The company began by targeting these students with Facebook ads. They offered to give
students a FarmVille cow in exchange for joining the company’s talent community. The cow (for
the uninitiated) had major social value because it let players sow the field with corn and earn
more points. And the hiring company spent a fraction of the price on a digital cow than it would
spend on a hokey giveaway like a stress ball or coffee mug. What’s more, the click-through rate
on the offer was extremely high because it was so unusual.
In the next stage of the ladder, the company hired three interns to play online games with these
students and get to know them more closely.
By the time the company arrived on campus for a career event, they had an established, warm
relationship with students.
Hand-in-hand with laddering and rewards, companies should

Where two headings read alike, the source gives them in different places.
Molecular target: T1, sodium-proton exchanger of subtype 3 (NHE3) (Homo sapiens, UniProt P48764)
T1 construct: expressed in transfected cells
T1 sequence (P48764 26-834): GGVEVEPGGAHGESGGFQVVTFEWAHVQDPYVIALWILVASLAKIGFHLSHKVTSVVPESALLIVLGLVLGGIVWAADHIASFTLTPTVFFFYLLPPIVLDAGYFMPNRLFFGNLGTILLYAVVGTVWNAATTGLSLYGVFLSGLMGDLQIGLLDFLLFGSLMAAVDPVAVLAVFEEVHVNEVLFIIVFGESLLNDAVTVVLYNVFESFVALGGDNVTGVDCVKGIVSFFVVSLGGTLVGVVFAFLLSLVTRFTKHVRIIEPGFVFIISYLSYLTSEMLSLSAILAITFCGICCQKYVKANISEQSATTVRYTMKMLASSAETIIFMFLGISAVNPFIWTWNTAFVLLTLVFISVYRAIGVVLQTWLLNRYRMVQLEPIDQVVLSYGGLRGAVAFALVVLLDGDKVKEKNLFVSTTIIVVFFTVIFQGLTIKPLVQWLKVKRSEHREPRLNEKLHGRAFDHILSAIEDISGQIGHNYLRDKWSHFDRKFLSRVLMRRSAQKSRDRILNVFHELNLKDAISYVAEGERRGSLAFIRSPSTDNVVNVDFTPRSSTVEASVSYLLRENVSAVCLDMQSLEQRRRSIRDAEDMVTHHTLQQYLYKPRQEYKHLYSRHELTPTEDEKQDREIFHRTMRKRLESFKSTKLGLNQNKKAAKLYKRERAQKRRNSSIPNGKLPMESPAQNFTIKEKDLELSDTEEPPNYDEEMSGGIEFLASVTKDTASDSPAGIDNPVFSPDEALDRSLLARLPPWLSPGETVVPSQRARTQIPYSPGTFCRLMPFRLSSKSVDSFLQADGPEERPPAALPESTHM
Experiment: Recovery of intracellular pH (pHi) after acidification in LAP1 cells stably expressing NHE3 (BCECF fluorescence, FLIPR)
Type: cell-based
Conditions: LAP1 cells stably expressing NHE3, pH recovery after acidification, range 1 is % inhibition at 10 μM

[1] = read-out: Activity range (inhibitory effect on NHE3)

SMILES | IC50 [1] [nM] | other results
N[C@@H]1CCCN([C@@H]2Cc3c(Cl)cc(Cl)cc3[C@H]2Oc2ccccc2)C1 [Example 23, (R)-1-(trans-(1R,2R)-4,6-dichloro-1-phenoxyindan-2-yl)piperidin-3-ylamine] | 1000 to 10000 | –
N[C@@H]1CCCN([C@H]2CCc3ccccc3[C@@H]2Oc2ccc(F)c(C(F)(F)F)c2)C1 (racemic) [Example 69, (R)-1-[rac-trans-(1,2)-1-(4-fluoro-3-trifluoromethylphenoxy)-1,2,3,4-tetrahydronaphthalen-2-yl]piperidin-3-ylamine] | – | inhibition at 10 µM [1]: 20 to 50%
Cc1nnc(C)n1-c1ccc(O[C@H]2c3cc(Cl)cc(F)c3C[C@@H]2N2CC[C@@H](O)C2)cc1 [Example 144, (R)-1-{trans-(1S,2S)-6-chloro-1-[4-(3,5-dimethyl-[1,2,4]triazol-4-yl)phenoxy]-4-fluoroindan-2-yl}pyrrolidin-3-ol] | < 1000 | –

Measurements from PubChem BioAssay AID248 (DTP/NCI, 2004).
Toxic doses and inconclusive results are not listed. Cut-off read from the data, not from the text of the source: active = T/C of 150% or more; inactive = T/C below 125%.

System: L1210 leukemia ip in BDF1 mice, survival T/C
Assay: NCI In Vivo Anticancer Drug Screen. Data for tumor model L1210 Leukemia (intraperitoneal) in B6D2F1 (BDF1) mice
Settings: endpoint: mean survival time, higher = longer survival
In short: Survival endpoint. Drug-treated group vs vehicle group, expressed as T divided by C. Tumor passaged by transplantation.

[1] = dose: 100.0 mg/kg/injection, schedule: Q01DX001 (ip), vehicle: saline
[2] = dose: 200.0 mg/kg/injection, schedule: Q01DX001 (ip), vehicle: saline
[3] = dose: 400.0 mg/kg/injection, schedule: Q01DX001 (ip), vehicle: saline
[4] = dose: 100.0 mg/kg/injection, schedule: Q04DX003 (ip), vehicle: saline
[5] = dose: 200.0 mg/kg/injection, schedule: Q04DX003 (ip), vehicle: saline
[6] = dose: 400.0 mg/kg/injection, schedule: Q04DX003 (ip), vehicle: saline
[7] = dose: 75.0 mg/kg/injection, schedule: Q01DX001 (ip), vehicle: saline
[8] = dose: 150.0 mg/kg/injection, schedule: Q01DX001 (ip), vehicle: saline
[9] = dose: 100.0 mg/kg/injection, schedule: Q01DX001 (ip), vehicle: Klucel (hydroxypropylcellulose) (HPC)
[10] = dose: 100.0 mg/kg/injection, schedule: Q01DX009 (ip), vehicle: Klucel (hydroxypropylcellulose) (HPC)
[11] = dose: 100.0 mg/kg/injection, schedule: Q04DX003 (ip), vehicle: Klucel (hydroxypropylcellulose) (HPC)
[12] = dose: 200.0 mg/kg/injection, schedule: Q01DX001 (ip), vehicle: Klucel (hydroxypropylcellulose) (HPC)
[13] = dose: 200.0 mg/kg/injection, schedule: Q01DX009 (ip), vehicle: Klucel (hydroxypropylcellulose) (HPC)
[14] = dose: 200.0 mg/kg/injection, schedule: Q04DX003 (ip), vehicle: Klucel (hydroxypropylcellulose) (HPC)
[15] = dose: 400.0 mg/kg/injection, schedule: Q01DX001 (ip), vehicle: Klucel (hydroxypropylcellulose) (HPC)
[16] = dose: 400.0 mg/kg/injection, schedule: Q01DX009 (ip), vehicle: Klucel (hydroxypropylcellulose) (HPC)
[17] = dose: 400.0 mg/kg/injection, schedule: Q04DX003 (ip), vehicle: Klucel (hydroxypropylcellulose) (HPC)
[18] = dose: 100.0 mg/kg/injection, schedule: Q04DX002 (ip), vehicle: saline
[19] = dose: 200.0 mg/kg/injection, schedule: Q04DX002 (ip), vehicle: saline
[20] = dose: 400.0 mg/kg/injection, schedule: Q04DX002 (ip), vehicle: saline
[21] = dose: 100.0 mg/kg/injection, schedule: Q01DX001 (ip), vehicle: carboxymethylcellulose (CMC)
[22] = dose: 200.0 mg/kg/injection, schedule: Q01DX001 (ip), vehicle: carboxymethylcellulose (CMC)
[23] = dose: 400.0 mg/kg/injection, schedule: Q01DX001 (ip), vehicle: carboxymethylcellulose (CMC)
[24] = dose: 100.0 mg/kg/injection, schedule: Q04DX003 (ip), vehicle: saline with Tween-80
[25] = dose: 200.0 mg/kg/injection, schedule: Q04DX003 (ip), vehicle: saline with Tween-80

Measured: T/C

consider using some type of recognition methodology—particularly
for any site that includes a directory or community component.
For example, under a user’s profile you may show years of membership, number of connections,
level achieved, and even a special color or symbol denoting a user’s status on the site. It’s a
clear way to define the rules of the site, and show how users are successful using it.
One recognition tactic used pervasively in gaming is badges—and the idea is quickly gaining
acceptance in the recruiting space. Badge icons are now used extensively by training and
development organizations to offer a fast and easy visual verification of skills.
WONDERING HOW BADGES WORK?
If you are interested in badges